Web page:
In 2012, Congress passed the Biggert-Waters Flood Insurance Reform Act (BW-12). According to, the law’s components seek to sustain the National Flood Insurance Program by phasing out subsidies (payment assistance), thus reflecting the full risk of flooding in high risk zones.

In order to determine how this law will affect homeowners, home buyers, and real estate agents, it is important to distinguish properties by whether or not their policyholders are paying full risk premium rates or subsidized rates, their flood zone location, and the structural elevation of properties.

Policyholders paying full-risk premium rates (not subsidized)

  • 80% of policyholders (4.48 million) nationally are paying full risk premium rates and will not see large premium increases.

  • As of 12/31/2012 in Honolulu County, Oahu, there are 29,057 policies being paid at full-risk premium rates and therefore, will not see large premium increases.

Policyholders paying subsidized rates

  • 20% of policyholders (1.12 million) nationally are paying subsidized rates.

  • 5% of policyholders (252,851) are businesses, non-primary residences, and severe repetitive loss properties who will see an immediate subsidy phase-out (25% annual increase until full premium is met).

  • 10% of policyholders (578,312) are primary residences with subsidized rates and will retain their subsidy, seeing no immediate increase unless the property is sold to a new owner or their policy lapses.

  • 4% of policyholders (244,085) are condos and multifamily properties receiving a subsidized rate and will keep their subsidies at this time.

  • In Honolulu County, Oahu, there are 8,218 policyholders paying a subsidized rate who may be affected by a subsidy phase-out.

Flood Zones/Flood Insurance Rate Map (FIRM)

  • Policyholders who are paying full-risk premium rates and are not affected by a subsidy phase-out, may still have their premium rates affected by remapping. According to, the changes seen by this provision will occur in the latter half of 2014.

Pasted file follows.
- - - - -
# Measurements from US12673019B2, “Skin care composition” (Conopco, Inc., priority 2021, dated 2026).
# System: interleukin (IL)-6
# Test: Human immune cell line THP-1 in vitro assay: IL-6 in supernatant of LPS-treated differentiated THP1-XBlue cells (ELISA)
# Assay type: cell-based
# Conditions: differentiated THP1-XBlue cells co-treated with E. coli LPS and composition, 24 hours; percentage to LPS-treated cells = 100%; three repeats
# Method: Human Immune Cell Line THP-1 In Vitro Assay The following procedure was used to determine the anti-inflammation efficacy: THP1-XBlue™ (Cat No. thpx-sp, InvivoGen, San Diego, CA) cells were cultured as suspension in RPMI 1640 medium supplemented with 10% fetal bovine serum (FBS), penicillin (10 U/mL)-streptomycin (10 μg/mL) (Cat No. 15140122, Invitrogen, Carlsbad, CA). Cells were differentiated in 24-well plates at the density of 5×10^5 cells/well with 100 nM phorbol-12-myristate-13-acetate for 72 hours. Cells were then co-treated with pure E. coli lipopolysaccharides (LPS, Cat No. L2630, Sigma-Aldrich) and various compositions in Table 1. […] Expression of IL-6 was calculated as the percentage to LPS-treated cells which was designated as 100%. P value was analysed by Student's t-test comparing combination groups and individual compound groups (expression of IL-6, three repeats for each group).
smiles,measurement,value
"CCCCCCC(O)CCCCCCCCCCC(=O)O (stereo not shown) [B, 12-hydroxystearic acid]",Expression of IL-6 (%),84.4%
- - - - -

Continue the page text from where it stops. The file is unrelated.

• For example, if flood zone remapping occurs and a property is moved from a lower risk zone to a higher risk zone, that property’s insurance rate will  increase.

Structural Elevation

  • In order to obtain a lower premium rate within a high risk flood zone, the structural elevation of the property must be higher than the Base Flood Elevation (BFE) of the area. The higher the elevation, the lower the rate. Therefore, a property’s premium rate can be determined by obtaining an Elevation Certificate completed by an engineer or surveyor.

  • Properties built before the implementation of their community Flood Insurance Rate Map (FIRM) and minimum standards for new construction face both the phasing out of subsidies and higher rates due to their low structural elevation.

  • In addition, newer properties built to the standards of their current zone, but face potential rezoning to higher risk areas, may see increased rates as well.

The increasing costs of flooding disasters led Congress to pass the Biggert-Waters Flood Insurance Reform Act of 2012 whereby subsidies are phased out and full risk payments are phased in. Although only 5% (252,851) of subsidized policyholders will see an immediate 25% annual increase, other subsidized homeowners whose properties are their primary residence must be aware of the changing insurance cost to home buyers when it comes to selling their homes. Home buyers need to be cognizant of the possibility of increased flood insurance rates in their monthly payments. In Hawaii, the most common flood zones are AE and VE and can be found on a property’s MLS listing. When getting pre-qualified for a home in these zones, it is important that the home buyer’s loan officer accounts for new rates. Real estate agents must educate their clients on all the intricacies of buying a home in a flood zone.

The changes made by flood insurance reform will make a significant impact on the insurance rates of businesses, rental homes, subsidized homes on the market, homes that are below structural elevation standards, and on homes that could be remapped to higher risk flood zones.